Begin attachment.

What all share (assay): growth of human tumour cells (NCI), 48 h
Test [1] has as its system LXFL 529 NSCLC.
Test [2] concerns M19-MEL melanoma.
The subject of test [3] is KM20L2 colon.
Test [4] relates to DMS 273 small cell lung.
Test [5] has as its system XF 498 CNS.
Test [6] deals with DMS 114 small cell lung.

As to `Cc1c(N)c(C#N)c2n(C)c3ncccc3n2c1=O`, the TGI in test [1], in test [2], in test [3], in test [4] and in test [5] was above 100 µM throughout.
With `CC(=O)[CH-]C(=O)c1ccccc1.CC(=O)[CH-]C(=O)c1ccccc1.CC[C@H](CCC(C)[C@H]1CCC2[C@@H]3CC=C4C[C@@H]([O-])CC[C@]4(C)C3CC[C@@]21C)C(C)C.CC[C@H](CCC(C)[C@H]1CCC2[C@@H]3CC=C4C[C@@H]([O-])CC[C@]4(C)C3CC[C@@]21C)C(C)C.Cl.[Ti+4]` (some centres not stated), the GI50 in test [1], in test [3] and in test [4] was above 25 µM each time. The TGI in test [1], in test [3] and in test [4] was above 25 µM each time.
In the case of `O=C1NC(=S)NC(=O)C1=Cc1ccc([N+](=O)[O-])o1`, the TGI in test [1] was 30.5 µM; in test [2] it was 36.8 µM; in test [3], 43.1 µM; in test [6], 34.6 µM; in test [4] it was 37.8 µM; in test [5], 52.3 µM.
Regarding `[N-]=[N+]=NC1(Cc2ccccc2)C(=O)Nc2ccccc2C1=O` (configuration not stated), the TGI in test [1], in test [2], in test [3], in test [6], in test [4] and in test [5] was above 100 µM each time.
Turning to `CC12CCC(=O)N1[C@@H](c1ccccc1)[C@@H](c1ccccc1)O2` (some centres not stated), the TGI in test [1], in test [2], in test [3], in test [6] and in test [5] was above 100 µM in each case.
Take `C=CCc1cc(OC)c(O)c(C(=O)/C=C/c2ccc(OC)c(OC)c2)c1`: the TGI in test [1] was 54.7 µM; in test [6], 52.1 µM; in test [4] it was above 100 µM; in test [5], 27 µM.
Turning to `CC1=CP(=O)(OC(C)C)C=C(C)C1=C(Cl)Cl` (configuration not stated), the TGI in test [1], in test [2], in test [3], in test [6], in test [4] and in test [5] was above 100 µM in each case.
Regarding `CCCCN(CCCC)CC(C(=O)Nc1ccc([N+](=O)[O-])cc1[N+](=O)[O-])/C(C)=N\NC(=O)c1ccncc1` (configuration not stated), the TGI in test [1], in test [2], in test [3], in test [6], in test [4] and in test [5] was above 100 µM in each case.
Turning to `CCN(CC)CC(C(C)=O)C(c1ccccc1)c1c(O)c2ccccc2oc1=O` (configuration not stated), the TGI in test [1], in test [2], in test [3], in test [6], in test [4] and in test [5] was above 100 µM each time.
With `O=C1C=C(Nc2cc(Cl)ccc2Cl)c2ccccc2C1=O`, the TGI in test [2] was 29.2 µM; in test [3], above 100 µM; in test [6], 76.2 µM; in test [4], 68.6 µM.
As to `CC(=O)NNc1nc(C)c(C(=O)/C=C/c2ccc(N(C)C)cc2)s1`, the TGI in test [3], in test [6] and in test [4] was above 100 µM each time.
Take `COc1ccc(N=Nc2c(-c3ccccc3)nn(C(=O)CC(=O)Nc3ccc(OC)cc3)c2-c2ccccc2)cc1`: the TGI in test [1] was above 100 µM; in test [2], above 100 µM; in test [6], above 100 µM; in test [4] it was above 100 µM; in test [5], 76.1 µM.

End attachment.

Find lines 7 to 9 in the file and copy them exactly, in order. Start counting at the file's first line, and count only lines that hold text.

Test [6] deals with DMS 114 small cell lung.

As to `Cc1c(N)c(C#N)c2n(C)c3ncccc3n2c1=O`, the TGI in test [1], in test [2], in test [3], in test [4] and in test [5] was above 100 µM throughout.
With `CC(=O)[CH-]C(=O)c1ccccc1.CC(=O)[CH-]C(=O)c1ccccc1.CC[C@H](CCC(C)[C@H]1CCC2[C@@H]3CC=C4C[C@@H]([O-])CC[C@]4(C)C3CC[C@@]21C)C(C)C.CC[C@H](CCC(C)[C@H]1CCC2[C@@H]3CC=C4C[C@@H]([O-])CC[C@]4(C)C3CC[C@@]21C)C(C)C.Cl.[Ti+4]` (some centres not stated), the GI50 in test [1], in test [3] and in test [4] was above 25 µM each time. The TGI in test [1], in test [3] and in test [4] was above 25 µM each time.